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We Are Watching Eliza Bright by A.E. Osworth
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"'But like--games. They're never just games. Just like they're never just memes or just a joke. It's all the culture, you know? Like all this, it's the fabric of our lives. It's all a reflection of everything we do, everything we believe. It's how we communicate what we value to other people. It's the way we socialize, the things we talk about. You know it's not just games.'"

We Are Watching Eliza Bright explores a tech industry scandal that begins when Eliza Bright is promoted to a small coding team at Fancy Dog Games. Her new colleagues are unimpressed, not only by her lack of formal credentials, but also the fact she is a woman. Eliza isn’t sure how to respond to their first incident of sabotage, it’s a juvenile effort easily rectified, but eventually decides to complain, only to be indulged with a performative response. Eliza’s annoyed, but one of her colleagues in particular is reassured by the lack of consequences, and after Eliza speaks to a journalist about his venomous rant, she is fired, doxxed, and suddenly the target of a maelstrom of misogyny online, and in real life.

“He is emboldened now that he understands what we have always understood: there is protection in the brotherhood of gaming...”

We Are Watching Eliza Bright is clearly inspired by #gamergate, as well as the #metoo movement, exploring the experience of sexism and harassment in a male dominated workspace that escalates into an online furore that then has terrifying real life consequences. It is both a frightening exposé of cultural misogyny and the increasing overlap between online and the real world, and a celebration of resilience, friendship and community.

“It almost doesn’t matter what she says; it almost doesn’t matter what we think of her. What we want is to put our eyes on her, to possess her, to be involved. We want to know everything.”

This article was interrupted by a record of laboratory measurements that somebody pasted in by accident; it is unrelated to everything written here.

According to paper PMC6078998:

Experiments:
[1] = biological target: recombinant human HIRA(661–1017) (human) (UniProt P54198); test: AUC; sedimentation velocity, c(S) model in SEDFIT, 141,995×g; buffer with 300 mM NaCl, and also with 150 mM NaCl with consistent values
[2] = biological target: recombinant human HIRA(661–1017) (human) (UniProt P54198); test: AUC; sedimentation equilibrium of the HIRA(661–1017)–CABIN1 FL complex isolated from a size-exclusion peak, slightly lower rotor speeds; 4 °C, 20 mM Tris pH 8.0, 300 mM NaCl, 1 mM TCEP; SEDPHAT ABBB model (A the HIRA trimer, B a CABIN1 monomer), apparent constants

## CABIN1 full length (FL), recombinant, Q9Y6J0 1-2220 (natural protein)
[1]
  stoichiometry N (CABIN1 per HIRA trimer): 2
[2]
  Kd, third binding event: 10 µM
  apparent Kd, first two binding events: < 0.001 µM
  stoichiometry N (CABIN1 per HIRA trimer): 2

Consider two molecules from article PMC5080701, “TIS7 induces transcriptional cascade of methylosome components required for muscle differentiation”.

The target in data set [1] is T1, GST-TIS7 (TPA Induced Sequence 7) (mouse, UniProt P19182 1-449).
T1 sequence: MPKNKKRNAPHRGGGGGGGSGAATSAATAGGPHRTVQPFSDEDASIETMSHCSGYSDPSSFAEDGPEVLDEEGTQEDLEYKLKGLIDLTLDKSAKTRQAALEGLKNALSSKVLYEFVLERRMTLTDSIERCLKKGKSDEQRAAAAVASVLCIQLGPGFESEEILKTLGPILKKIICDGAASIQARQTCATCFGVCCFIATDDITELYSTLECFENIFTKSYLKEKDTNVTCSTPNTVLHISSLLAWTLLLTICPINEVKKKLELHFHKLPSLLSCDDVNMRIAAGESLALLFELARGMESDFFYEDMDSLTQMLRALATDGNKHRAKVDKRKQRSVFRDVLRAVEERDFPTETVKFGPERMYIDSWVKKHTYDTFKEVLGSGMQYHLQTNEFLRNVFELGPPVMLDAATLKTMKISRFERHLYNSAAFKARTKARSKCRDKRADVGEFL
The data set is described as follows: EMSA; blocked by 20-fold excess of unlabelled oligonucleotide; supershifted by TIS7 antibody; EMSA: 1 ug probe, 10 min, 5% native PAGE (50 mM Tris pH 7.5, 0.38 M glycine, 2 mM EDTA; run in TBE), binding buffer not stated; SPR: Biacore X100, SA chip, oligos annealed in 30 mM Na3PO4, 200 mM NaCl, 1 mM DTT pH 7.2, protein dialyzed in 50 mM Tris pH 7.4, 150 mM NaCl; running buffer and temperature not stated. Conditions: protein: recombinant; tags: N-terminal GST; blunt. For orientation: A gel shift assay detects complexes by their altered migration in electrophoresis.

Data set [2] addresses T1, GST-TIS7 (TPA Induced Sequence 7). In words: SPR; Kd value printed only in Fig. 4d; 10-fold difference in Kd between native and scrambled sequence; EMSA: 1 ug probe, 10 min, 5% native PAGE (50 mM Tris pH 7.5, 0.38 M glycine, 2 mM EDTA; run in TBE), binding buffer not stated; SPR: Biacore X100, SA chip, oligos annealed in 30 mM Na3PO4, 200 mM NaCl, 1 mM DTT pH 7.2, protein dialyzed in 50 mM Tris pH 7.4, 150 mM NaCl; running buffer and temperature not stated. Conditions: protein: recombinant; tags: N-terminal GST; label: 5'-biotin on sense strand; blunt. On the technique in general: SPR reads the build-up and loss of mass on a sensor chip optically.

I have to admit the narrative perspective threw me and I never grew comfortable with it, even though I think is was a clever technique on the part of the author, emphasising the anonymous, voyeuristic way we consume similar real life scandals, while providing opposing viewpoints and insight. Much of the story unfolds from the perspective of the men in the novel, from the anonymous gamer mob who offer opinion, rumour and lies, fuelling outrage, to the seething toxicity of Lewis and the anonymous Inspectre, to the ‘good guys’ like Preston and Devonte, who don’t understand why their silence isn’t enough of an expression of their solidarity. Occasionally their voices are interrupted by a group known as the Sixsterhood, who protest the mob narrative and endeavour to defend Eliza. Transcripts of IM’s and texts highlight individual thought and opinion.

“They’ll see he’s not a monster; his only crime is being smarter than everyone, needing the challenge. And as long as she confesses her sins, says she won’t try to ruin the world for his brothers again,.... He thinks perhaps he’ll confront her—give her the opportunity to compliment his prowess. He imagines she’ll admit her own inferiority.”

The suspense lies largely in the escalating behaviour of an anonymous gamer determined to make sure Eliza, and all women, understand she is wrong - for speaking out, for invading his culture, for laughing at him. He has no doubt about the righteousness of his ‘mission’, and the outcome of such conviction is inevitable, but no less shocking for it.

“This—this is a feeling deeper than love. It is an obsession. A second life.”

With its unusual structure and provocative content, We Are Watching Eliza Bright isn’t an easy read, but it is a penetrating, thought-provoking and powerful exploration of modern culture.
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Reading Progress

December 7, 2020 – Shelved as: to-read
December 7, 2020 – Shelved
December 7, 2020 – Shelved as: arc-are
December 7, 2020 – Shelved as: netgalley-reviews
April 13, 2021 – Started Reading
April 13, 2021 – Finished Reading

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